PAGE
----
Having arrived in 2013 with glorious weather, a strong mix of jazz, funk and soul and garnering much critical praise, and a second year attendance in 2014 with over 20,000 people across the weekend, the Love Supreme Jazz Festival is gearing up for its third edition from 3-5 July 2015.

Set in the idyllic surroundings of Glynde Place in the Sussex Downs, just next to Glyndebourne Opera house, the festival’s first two editions successfully balanced accessible main stage headliners such as Courtney Pine, Gregory Porter, Jamie Cullum, Esperanza Spalding and Snarky Puppy alongside a vibrant mix of big name jazz artists appearing in the Ronnie Scott’s Big Top such as Dave Holland, John Scofield, Marcus Miller, Robert Glasper and Chritsian McBride. The Arena Stage also showcased the UK’s rising stars such as GoGo Penguin, Roller Trio, Laura Jurd, Melt Yourself Down, Polar Bear and Slowly Rolling Camera as well as bringing in burgeoning Brighton-based talent on the Bandstand Stage and up-and-coming jazz and blues names on the Matua Sessions Stage.

Festival director Ciro Romano commented on the upcoming third edition of the festival:
“We are absolutely delighted to confirm that the Love Supreme Festival will return for its third year. We’ve been overwhelmed by the support we’ve received and by how popular the event has become in such a short space of time. Next year’s festival will undoubtedly be the biggest and best yet and we have some very exciting acts lined up."

Love Supreme 2015 takes place from 3-5 July and artists appearing will be announced shortly. Early bird tickets are available for a limited time from 1pm Thursday 13 November. Details of all ticket prices can be found at www.lovesupremefestival.com


– Mike Flynn

Saxophonist and composer Phil Meadows (above right) is set to launch his ambitious Engines Orchestra project’s debut album, Lifecycles, at the EFG London Jazz Festival on Saturday 22 November at 3pm, Hall Two, Kings Place. The project brings together 20 musicians from both jazz and classical worlds with Meadows’ core Quintet of rising stars including trumpeter Laura Jurd, pianist Elliot Galvin, bassist Conor Chaplin and drummer Simon Roth, all combining on expansive, richly textured original music. Notable guest musicians in the ensemble include dazzling violin and vocalist Alice Zawadzki (above centre) who makes a key link between the larger group and the quintet and contributes soaring jazz-folk vocals to the heady blend of sounds, while harpist Tori Hansley adds a sonic shimmer to the surging strings and brass.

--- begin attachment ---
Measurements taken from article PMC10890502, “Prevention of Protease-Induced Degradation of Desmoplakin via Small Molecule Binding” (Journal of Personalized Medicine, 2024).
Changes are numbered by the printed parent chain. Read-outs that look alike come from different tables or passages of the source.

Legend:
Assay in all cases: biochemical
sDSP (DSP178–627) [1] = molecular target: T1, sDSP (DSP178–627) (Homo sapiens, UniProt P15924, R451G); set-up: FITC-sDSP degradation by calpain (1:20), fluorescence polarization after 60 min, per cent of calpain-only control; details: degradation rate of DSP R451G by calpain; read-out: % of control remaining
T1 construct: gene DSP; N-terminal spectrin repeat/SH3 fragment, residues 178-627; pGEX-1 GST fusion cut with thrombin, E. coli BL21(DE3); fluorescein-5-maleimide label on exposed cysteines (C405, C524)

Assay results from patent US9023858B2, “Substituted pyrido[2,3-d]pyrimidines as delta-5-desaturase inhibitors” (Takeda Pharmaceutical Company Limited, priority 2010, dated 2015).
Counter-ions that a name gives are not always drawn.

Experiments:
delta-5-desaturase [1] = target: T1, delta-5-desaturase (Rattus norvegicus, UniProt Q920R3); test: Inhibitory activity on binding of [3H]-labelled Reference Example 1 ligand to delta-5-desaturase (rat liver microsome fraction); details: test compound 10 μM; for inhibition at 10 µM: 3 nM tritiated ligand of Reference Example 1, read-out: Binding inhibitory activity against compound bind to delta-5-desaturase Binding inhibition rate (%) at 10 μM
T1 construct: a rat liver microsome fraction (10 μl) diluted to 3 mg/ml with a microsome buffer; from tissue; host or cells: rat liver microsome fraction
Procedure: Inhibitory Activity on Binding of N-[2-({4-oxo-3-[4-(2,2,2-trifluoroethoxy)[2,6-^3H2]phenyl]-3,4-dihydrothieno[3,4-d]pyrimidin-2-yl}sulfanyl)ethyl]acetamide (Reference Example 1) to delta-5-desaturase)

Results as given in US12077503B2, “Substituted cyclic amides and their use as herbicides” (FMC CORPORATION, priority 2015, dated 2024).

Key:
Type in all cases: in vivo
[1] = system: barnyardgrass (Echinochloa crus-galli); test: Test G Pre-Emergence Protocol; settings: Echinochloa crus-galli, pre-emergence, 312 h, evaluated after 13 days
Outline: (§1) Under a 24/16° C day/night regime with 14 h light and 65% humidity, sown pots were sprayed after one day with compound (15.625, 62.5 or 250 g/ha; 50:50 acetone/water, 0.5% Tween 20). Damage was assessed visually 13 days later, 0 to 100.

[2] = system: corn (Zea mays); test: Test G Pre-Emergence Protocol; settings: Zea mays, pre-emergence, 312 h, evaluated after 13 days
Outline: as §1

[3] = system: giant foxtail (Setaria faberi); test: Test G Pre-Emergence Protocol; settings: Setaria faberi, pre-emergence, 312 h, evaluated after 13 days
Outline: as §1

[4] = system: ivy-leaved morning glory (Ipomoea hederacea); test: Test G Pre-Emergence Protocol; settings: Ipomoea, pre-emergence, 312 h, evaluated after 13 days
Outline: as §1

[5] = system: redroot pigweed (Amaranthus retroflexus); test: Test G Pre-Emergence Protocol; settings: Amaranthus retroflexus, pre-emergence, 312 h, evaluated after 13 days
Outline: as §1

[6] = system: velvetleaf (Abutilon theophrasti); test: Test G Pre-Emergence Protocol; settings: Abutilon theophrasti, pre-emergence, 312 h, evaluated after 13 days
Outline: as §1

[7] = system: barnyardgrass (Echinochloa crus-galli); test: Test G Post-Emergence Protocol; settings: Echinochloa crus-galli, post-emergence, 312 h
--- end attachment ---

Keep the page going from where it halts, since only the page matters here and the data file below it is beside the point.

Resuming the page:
This is Meadows’ second album, following his well-received June 2013 debut, Engines Of Creation, which featured his core quintet. He subsequently went on to win the prestigious Peter Whittingham Award, and also picked up the Jazz Newcomer Of The Year at the Parliamentary Jazz Awards in May this year. Backed by Arts Council England and Help Musicians UK the Engines Orchestra plans to expand into an umbrella organisation that works with other artists on large-scale collaborations, continues to grow its educational outreach and offers performance advice for aspiring musicians through its record label.

With Lifecycles set for release on 24 November on the Engines Imprint label, Jazzwise is pleased to be able to exclusively offer listeners a chance to hear
the track 'Remembrance', see below, which is “a homage to those that are taken from us too soon”, and features Tori Handsley on harp, Elliott Galvin on piano and Alice Zawadzski on vocals.

– Mike Flynn

For more info on the album launch go to www.kingsplace.co.uk

Marquis Hill ascended to the top at the 27th annual Thelonious Monk International Trumpet Competition on 9 November at Hollywood’s glamorous Dolby Theatre. The 27-year-old, Chicago-native won a $25,000 music scholarship and a recording contract with Concord Records.